Emily Hughes was called to represent the US figure skating team at the 2006 Torino, Italy Olympic Games. She was a junior in high school at the time.
Competing on a global stage in front of thousands of people is not a typical teenage experience, and Hughes has used that opportunity to propel her post-skating career.
“I learned so much from sports that initially I didn’t think were obviously transferable,” she told espnW. “And there were a lot of transferable skills. You have to learn how to set goals, and how do you accomplish a big goal? You have to break it up. And it’s the same in the workplace. You have to take feedback and figure out how to get better.”
She’s applied these skills to her most recent job as a business analyst at the tech giant Google.
We spoke to the Olympian turned Googler and asked what career advice has truly hit home over the years.
The first piece of advice came from a mentor set up through the
EY Women Athletes Business Network, which helps elite athletes make the transition into business.
“One of the things she says is that y
our experience is really dependent on the people who you’re working with and your team surrounding you,” Hughes tells us of the advice IDEO CMO Whitney Mortimer gave her. “Being able to work with people that you are excited to work with, and who you can learn and grow from, can be a huge benefit to your career.”
Hughes was exposed to this concept early on as a figure skater, despite the sport’s individualistic nature.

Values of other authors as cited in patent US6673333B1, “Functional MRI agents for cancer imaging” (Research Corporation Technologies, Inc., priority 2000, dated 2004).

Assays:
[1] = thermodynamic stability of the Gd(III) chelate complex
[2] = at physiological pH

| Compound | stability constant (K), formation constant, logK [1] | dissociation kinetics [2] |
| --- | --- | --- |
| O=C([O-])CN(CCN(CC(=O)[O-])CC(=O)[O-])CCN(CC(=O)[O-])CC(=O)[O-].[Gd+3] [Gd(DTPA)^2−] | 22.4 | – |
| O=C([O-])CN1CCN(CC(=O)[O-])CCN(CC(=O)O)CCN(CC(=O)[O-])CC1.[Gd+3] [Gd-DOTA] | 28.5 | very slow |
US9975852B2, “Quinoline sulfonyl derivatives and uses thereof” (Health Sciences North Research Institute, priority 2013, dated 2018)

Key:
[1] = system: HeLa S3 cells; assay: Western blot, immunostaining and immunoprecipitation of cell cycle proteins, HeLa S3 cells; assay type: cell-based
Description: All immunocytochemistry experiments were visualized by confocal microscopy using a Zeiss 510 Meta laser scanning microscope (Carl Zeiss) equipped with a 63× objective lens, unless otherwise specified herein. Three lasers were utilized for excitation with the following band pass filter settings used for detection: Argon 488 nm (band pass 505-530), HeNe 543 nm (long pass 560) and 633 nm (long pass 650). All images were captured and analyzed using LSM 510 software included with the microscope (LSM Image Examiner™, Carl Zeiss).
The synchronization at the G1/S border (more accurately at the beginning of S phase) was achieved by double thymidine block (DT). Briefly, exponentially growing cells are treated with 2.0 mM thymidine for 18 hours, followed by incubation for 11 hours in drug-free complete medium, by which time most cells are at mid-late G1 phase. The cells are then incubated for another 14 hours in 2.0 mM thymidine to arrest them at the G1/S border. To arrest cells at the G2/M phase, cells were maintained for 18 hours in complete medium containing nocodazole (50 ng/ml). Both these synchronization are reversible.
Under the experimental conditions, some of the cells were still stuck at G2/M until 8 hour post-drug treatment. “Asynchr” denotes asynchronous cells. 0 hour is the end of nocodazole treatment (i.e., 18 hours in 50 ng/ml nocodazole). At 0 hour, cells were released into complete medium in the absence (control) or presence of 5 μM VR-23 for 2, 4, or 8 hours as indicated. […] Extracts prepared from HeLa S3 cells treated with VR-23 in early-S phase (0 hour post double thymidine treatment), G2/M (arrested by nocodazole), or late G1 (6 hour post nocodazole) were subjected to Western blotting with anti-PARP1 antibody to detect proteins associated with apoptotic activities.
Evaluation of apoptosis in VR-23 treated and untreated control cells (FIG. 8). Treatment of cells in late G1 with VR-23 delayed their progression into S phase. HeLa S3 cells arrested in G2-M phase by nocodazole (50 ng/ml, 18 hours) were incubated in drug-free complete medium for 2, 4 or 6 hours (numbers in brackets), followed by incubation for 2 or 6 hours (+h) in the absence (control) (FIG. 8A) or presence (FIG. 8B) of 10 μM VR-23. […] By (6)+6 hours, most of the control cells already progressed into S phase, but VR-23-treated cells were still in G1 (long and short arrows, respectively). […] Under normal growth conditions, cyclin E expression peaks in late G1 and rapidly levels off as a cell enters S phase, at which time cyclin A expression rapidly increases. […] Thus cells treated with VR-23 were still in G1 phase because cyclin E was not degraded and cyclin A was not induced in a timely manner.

“Even though I’m alone on the ice during competition, I still very much relied on a team to become an Olympian,” she recalls. “I worked with my coach on the ice, and had a choreographer and trainer off the ice; it was a different kind of team, but really allowed me to understand how important those around you are.”
The next piece of advice is simple: Talk to a lot of people.
Transitioning from professional sports to the corporate world was not easy. “I didn’t have a résumé. I didn’t know what consulting was. I didn’t know what it meant to work in sports versus being an athlete,” she tells us.
She simply started talking to people — reaching out and leaning in.
“I set up conversations with people to explore what industries were out there, what types of professions were out there, and what different people did at different types of companies,” Hughes explains. “It was a way for me to recognise what skills I had, and also what skills I wanted to learn to be able to do what I wanted to do.”
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